Reginald Barnewall’s first-hand account of the event:
“I have no recollection of the Anson 12 ever being flown commercially until its demise at Corowa. That happened as a side result of a weekend air pageant at nearby Yarrawonga with skywriter Fred Hoinville the big draw card, aerobatics by three Tiger Moths from Moorabbin, and our two Ansons engaged in joy flights. Wood flew VH-GVB while I flew the original Anson VH-GVA. The Saturday was a preparation for the Sunday show with a few joy flights and the aircraft were parked overnight. Next morning both Ansons had to be flown to nearby Corowa to refuel, on which flight I found my airspeed indicator was unserviceable (children had been playing with the uncovered pitot head overnight) and I flew to Albury where I knew I could have a new instrument installed.
When I overflew Corowa on return I noticed the other Anson seemingly parked at the edge of the main runway. As I landed I noticed a small crowd of people around it and a truck approaching. Only then did I realise that it was flat on the ground with its undercarriage retracted – or, as I discovered – written off. When I had parked and hurried towards the scene, I found the truck, actually a petrol tanker, literally dragging the damaged Anson tail-first across the runway, a long chain fastened around the fuselage just ahead of the tail. Wood nonchalantly said “Oh, she’ll never fly again so it’s best to clear the runway before the midday TAA flight.”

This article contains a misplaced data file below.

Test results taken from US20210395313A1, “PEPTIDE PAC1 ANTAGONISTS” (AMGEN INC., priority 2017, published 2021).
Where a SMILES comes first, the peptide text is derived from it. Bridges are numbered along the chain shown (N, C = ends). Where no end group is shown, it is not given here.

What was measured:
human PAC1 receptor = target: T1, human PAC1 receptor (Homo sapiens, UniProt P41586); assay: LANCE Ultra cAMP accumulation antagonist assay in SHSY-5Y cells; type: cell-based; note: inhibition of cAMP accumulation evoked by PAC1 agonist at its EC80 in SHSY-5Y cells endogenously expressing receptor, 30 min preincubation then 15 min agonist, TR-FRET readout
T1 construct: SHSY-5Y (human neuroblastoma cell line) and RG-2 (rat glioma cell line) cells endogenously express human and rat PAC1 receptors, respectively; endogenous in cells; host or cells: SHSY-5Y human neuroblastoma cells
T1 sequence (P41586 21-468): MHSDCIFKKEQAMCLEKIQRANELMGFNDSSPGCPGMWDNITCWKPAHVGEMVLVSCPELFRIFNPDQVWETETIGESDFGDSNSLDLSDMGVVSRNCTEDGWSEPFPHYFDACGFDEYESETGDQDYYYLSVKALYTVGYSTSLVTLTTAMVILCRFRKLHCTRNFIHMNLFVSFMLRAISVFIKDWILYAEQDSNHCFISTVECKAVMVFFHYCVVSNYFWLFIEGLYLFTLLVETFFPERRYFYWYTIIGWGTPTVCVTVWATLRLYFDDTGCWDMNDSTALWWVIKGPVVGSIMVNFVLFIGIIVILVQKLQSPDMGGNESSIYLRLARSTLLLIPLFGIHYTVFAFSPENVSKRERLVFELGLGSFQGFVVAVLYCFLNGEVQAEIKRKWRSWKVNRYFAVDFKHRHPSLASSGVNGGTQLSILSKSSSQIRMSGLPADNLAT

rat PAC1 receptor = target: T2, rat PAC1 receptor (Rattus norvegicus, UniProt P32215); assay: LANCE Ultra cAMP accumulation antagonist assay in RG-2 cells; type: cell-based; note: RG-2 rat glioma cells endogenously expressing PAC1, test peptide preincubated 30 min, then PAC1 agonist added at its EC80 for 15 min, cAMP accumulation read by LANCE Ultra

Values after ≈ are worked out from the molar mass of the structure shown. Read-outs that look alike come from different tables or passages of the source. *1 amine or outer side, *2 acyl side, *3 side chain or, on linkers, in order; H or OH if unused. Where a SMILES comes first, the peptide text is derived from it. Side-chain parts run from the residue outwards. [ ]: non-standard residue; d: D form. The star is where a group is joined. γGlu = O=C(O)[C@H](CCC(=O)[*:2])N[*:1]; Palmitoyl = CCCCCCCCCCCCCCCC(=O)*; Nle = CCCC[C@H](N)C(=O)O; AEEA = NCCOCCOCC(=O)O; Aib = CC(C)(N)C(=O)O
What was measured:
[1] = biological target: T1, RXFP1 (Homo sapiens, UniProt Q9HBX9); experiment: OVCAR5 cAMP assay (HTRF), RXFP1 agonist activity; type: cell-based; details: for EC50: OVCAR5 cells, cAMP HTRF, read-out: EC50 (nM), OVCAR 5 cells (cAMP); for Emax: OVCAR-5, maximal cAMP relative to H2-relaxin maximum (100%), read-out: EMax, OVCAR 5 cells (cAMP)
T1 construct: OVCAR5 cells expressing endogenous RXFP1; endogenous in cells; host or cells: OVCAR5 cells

Of course she should have been recovered correctly and we held spares sufficient to have repaired her several times over. But not after having her back broken. My personal reactions are better left to the imagination.